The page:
#1
i've got a question that bothers me for a long time. It sounds kinda stupid but i want to know.
Take a band like metallica or something. They record some riffs and create a song. but what do they do with recording. If they record a riff that is used 3 times or something in a song. Do they record the riff 1 time, and then copy/paste the riff 3 times in the song or do they record a song in one take? Is the fact that they can play a riff that sounds the same every time in the record skill or a editing trick?
the fact that i don't know drives me nuts so please help with this stupid question
#3
I think it's Metallica or Iron Maiden one of those two that record all the songs live because "it'd lose some of the crunch if it wasnt" or something to that effect. That and it'd be a mastering hell they said. (I'm not a fan of either).

You have valid reasons for both techniques, i guess it depends on the person or on studio costs. Personally if i was totally happy with how it sounds in headphones and through speakers and it wasn't like a harder ending/beginning/riff so on then i'd just paste in little bits.

But say take Muse - Unnatural Selection, the ending i wouldn't paste in - i'd be playing it hard as possible in a different recording because that's when it's needed, it's meant to be more crunchy.

Anyone can play a riff perfectly a number of times given enough practice! Granted, it depends on the riff. I think sometimes for studio it's recorded then it's 'polished' up with noise suppression and dampening of switching.

It's fine, it's been asked many times in fact, i still think about it even now. I like to pretend there is no studio magic because then you're constantly chasing perfection.
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#4
Quote by ryaniomitch
they just play it straight through and then if they fk up then they can over dub it


I don't think this is true.
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#5
Some bands record the entire song at once with all members, where as you get some that multi track. Like I can record drums, then guitar another day and just put them together using some music software. Some bands are that lazy enough to record a chorus once, or a riff once and repeat it.
#6
Quote by Anthony1991
I think it's Metallica or Iron Maiden one of those two that record all the songs live.

It's Maiden, for the record
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#8
i think from a producing perspective, its easier to play it through and record it rather than copy and paste?

whenever we record we play it all the way through and keep going til we get it good enough. So im sure they play it all through and multi track that shit!
Is bad ass one or two words?
#9
Depends what sort of thing you're going for, I always prefer to track in sections, like I'll track the verse, chorus and solo all separately, but I always play each section, for example I'd always play each separate chorus. This way you can focus more on particular sections in my eyes. I guess theres the time management thing too, some people can play with their band straight out and get everything spot on, but others it could take days for them to get the right sound. Remember with single track recording if one note is wrong you have to redo everything.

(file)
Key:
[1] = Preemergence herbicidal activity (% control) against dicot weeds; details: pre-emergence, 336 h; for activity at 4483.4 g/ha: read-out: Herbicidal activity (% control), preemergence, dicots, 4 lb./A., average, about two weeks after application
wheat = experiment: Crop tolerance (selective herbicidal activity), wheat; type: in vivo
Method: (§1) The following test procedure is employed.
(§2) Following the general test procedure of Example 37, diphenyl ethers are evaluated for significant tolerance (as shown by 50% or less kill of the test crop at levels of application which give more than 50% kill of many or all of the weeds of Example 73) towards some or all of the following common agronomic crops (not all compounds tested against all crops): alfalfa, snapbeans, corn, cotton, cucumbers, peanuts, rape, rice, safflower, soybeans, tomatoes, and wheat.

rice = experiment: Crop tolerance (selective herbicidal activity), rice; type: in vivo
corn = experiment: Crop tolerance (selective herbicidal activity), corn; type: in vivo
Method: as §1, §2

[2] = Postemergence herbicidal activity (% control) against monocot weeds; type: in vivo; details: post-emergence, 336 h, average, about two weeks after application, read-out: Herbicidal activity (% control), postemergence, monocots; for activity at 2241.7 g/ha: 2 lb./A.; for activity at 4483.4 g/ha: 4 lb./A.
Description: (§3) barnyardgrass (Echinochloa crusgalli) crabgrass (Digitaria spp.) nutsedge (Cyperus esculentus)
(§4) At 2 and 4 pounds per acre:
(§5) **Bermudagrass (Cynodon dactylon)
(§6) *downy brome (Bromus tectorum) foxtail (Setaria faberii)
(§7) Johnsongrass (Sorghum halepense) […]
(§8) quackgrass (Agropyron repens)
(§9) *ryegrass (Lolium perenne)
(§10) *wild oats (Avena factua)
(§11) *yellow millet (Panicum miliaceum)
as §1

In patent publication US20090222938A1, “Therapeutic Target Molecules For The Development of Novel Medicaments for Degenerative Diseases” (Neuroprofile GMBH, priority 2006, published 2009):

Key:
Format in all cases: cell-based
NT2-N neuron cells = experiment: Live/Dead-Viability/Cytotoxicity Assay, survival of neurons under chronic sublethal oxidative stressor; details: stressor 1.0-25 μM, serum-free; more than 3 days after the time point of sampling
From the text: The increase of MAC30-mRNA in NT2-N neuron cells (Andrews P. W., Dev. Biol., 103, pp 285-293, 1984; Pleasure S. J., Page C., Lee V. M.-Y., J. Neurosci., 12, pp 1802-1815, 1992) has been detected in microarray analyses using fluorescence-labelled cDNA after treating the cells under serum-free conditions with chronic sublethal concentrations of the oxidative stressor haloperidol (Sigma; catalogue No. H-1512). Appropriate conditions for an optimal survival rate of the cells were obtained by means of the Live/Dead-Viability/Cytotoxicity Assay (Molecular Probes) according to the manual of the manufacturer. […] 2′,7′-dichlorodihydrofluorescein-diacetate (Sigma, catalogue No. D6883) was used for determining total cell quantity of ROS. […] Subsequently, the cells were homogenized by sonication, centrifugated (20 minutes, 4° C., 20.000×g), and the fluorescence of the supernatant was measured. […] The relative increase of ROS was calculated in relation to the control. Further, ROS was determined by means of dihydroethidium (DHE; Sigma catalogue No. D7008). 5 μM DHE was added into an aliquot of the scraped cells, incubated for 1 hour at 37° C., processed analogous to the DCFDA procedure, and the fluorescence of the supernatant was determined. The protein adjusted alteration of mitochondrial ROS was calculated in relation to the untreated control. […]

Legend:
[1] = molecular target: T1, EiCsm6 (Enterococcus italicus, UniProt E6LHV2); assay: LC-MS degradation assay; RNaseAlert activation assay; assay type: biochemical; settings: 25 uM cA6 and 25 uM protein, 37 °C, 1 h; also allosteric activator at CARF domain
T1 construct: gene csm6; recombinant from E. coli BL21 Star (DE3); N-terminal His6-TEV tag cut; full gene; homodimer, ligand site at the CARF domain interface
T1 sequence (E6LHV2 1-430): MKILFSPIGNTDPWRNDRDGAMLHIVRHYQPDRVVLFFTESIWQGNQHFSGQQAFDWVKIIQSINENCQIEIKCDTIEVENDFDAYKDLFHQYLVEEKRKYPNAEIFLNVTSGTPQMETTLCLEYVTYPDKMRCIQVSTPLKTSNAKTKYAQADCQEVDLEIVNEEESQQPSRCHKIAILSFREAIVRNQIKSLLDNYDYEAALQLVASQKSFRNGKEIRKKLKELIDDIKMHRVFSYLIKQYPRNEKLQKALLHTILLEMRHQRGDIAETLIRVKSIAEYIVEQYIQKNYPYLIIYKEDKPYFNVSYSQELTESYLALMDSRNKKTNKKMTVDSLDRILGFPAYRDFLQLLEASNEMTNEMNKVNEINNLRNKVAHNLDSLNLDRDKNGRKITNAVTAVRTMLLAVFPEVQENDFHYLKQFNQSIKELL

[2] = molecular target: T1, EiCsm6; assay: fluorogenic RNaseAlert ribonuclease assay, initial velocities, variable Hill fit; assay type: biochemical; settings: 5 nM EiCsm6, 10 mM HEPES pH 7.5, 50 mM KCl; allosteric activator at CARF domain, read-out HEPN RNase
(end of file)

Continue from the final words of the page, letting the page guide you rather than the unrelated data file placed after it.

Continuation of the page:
#10
Quote by wokandmurrys
i think from a producing perspective, its easier to play it through and record it rather than copy and paste?

whenever we record we play it all the way through and keep going til we get it good enough. So im sure they play it all through and multi track that shit!


We usually record each individual instrument with a click track all the way through. I think it depends on the song though.

For the record I think badass is one word.
#11
When I do it I record the different parts over and over (Cubase can do that automatically) then I just pick out the best bits and glue them together. I find it's quicker than recording the whole thing again and it's easier to manage.
#12
it depends on the band and it depends on the song. some bands will only record straight through, other bands will record everything riff by riff (or even riffs in sections).

i typically record in sections. tracking all the way through and staying perfectly with the click is damn near impossible. sure i could record the section i messed up on again and punch it in, but its easier to just do sections.

as for copy paste, i do that too. if the first two choruses are supposed to sound exactly the same and i have a great take, why not paste it again? it doesnt work if the song is supposed to be building or something, but there is a time and a place it can work.

so basicly, the only rule is to do what works best for that song. sometimes it is playing straight through, sometimes it is tracking in sections, sometimes its a combination of the two.
#13
Quote by Anthony1991
It's fine, it's been asked many times in fact, i still think about it even now. I like to pretend there is no studio magic because then you're constantly chasing perfection.


there is no such thing as 'studio magic'. if you record something, and it sounds crap sure you could try and polish it up, but at the end of the day, you cant polish a turd.

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